Mondaq shall use its reasonable endeavours to make the Website and Services available to you at all times, but we cannot guarantee an uninterrupted and fault free service.

Mondaq reserves the right to make changes to the services and/or the Website or part thereof, from time to time, and we may add, remove, modify and/or vary any elements of features and functionalities of the Website or the services.

Mondaq also reserves the right from time to time to monitor your Use of the Website and/or services.


The Content is general information only. It is not intended to constitute legal advice or seek to be the complete and comprehensive statement of the law, nor is it intended to address your specific requirements or provide advice on which reliance should be placed. Mondaq and/or its Contributors and other suppliers make no representations about the suitability of the information contained in the Content for any purpose. All Content provided "as is" without warranty of any kind. Mondaq and/or its Contributors and other suppliers hereby exclude and disclaim all representations, warranties or guarantees with regard to the Content, including all implied warranties and conditions of merchantability, fitness for a particular purpose, title and non-infringement. To the maximum extent permitted by law, Mondaq expressly excludes all representations, warranties, obligations, and liabilities arising out of or in connection with all Content. In no event shall Mondaq and/or its respective suppliers be liable for any special, indirect or consequential damages or any damages whatsoever resulting from loss of use, data or profits, whether in an action of contract, negligence or other tortious action, arising out of or in connection with the use of the Content or performance of Mondaq’s Services.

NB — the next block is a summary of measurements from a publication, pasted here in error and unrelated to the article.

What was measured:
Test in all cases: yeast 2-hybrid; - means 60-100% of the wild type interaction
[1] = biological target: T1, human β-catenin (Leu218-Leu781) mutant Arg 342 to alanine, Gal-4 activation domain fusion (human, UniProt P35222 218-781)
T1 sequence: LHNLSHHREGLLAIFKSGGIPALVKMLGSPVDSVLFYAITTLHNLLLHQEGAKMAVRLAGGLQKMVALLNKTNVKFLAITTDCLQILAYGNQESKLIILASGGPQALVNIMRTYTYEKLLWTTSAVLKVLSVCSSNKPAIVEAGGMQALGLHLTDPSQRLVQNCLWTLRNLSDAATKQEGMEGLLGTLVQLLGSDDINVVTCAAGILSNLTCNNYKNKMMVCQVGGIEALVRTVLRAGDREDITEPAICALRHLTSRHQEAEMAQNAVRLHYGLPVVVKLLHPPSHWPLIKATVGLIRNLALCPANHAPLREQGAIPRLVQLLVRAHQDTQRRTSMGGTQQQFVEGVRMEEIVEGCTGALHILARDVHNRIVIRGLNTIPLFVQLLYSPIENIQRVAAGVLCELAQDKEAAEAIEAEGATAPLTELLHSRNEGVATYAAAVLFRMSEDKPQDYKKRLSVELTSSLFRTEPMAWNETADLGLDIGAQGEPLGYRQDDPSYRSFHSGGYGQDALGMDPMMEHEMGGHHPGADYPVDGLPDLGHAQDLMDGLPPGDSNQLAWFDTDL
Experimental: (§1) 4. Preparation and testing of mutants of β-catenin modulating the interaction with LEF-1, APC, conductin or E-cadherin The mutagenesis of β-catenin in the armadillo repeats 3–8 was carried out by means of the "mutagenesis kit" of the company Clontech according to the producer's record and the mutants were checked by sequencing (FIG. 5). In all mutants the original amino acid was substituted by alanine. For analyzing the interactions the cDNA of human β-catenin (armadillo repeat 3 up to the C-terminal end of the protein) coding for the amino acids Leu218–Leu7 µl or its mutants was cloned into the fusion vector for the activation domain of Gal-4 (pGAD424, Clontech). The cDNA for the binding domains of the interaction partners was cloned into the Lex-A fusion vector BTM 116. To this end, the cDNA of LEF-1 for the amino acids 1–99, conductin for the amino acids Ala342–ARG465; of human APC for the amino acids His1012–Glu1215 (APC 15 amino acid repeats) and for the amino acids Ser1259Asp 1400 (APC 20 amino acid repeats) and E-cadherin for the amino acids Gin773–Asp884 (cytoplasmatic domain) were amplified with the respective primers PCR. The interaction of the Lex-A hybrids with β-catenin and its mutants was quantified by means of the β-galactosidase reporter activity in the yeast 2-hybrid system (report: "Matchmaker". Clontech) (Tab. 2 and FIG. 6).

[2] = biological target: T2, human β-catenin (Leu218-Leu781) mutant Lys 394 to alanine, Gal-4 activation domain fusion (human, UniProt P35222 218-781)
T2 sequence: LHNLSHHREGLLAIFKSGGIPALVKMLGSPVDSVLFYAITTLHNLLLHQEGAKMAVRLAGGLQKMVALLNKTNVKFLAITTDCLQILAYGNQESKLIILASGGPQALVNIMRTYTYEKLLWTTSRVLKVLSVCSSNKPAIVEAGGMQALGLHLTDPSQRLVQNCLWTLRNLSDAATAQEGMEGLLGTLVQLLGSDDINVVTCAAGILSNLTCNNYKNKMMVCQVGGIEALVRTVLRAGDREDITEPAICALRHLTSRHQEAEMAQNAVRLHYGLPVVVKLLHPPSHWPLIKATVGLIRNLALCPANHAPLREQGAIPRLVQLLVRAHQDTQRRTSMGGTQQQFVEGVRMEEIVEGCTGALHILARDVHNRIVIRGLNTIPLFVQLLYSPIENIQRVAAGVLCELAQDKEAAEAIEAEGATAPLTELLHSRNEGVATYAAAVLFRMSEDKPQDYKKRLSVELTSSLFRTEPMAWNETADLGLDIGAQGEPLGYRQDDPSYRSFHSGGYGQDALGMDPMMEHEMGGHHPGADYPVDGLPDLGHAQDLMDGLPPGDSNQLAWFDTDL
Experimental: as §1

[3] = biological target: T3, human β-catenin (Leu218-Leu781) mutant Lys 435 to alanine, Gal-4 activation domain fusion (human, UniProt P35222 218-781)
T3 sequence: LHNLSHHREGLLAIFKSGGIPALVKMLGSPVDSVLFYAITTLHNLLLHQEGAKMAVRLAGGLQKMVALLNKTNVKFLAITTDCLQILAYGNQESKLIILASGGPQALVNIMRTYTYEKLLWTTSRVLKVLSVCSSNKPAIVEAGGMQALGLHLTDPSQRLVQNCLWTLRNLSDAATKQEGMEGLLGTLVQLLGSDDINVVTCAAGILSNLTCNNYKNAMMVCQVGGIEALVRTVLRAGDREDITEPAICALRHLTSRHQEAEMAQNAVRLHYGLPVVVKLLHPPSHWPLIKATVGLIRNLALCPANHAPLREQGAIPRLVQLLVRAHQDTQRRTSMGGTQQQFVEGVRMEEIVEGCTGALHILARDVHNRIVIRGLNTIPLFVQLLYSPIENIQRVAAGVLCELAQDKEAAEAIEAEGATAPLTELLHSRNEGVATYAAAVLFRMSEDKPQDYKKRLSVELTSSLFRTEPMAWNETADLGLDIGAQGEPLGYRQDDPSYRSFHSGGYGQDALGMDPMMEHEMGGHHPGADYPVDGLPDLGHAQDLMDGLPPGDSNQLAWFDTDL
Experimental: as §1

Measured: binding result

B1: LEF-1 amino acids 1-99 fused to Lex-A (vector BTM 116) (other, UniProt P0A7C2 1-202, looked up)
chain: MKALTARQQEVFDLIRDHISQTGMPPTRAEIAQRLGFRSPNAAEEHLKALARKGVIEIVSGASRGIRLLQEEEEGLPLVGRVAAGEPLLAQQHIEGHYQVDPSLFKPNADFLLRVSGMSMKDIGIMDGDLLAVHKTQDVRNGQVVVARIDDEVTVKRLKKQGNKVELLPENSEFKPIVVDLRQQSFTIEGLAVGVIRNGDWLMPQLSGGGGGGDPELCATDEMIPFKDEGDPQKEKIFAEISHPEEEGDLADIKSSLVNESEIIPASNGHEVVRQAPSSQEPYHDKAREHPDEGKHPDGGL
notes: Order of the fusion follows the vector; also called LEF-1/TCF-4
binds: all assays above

Mondaq may alter or amend these Terms by amending them on the Website. By continuing to Use the Services and/or the Website after such amendment, you will be deemed to have accepted any amendment to these Terms.

These Terms shall be governed by and construed in accordance with the laws of England and Wales and you irrevocably submit to the exclusive jurisdiction of the courts of England and Wales to settle any dispute which may arise out of or in connection with these Terms. If you live outside the United Kingdom, English law shall apply only to the extent that English law shall not deprive you of any legal protection accorded in accordance with the law of the place where you are habitually resident ("Local Law"). In the event English law deprives you of any legal protection which is accorded to you under Local Law, then these terms shall be governed by Local Law and any dispute or claim arising out of or in connection with these Terms shall be subject to the non-exclusive jurisdiction of the courts where you are habitually resident.

You may print and keep a copy of these Terms, which form the entire agreement between you and Mondaq and supersede any other communications or advertising in respect of the Service and/or the Website.

No delay in exercising or non-exercise by you and/or Mondaq of any of its rights under or in connection with these Terms shall operate as a waiver or release of each of your or Mondaq’s right. Rather, any such waiver or release must be specifically granted in writing signed by the party granting it.

If any part of these Terms is held unenforceable, that part shall be enforced to the maximum extent permissible so as to give effect to the intent of the parties, and the Terms shall continue in full force and effect.

Mondaq shall not incur any liability to you on account of any loss or damage resulting from any delay or failure to perform all or any part of these Terms if such delay or failure is caused, in whole or in part, by events, occurrences, or causes beyond the control of Mondaq. Such events, occurrences or causes will include, without limitation, acts of God, strikes, lockouts, server and network failure, riots, acts of war, earthquakes, fire and explosions.

By clicking Register you state you have read and agree to our Terms and Conditions